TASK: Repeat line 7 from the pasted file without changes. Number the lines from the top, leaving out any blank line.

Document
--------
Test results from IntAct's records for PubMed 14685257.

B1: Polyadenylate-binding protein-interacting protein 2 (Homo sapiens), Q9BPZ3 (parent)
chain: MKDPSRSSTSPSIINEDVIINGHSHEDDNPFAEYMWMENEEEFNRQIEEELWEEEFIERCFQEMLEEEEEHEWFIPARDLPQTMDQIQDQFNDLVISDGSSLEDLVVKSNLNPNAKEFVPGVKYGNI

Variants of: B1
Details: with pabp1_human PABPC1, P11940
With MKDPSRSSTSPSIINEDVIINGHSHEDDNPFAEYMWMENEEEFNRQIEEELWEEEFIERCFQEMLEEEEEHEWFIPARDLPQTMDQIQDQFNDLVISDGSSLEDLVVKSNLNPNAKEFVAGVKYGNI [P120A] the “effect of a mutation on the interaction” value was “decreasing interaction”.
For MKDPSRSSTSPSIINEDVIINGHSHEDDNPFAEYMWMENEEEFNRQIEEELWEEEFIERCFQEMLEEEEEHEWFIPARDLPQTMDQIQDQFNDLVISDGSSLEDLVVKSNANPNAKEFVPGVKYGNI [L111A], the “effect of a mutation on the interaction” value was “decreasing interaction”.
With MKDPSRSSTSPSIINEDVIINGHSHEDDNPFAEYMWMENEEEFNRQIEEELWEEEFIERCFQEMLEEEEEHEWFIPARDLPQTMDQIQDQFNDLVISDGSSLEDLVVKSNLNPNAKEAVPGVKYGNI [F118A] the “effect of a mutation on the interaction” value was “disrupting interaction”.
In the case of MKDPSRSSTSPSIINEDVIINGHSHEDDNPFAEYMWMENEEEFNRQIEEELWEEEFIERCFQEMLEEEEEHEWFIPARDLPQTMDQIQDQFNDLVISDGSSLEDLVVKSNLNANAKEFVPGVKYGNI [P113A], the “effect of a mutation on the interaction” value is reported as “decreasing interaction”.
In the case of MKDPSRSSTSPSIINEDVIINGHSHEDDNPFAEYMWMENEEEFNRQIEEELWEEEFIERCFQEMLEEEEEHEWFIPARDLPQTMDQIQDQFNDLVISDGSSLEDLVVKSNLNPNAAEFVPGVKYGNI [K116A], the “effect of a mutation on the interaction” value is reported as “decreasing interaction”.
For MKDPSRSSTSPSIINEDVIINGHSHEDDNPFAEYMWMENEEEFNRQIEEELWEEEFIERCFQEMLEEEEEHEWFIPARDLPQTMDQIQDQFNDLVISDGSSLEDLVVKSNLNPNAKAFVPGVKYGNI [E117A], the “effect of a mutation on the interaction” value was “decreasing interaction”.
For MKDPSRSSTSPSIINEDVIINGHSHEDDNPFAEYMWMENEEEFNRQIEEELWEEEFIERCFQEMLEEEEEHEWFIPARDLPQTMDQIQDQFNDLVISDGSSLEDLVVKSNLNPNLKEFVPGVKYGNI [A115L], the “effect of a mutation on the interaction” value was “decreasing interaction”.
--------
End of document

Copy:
For MKDPSRSSTSPSIINEDVIINGHSHEDDNPFAEYMWMENEEEFNRQIEEELWEEEFIERCFQEMLEEEEEHEWFIPARDLPQTMDQIQDQFNDLVISDGSSLEDLVVKSNANPNAKEFVPGVKYGNI [L111A], the “effect of a mutation on the interaction” value was “decreasing interaction”.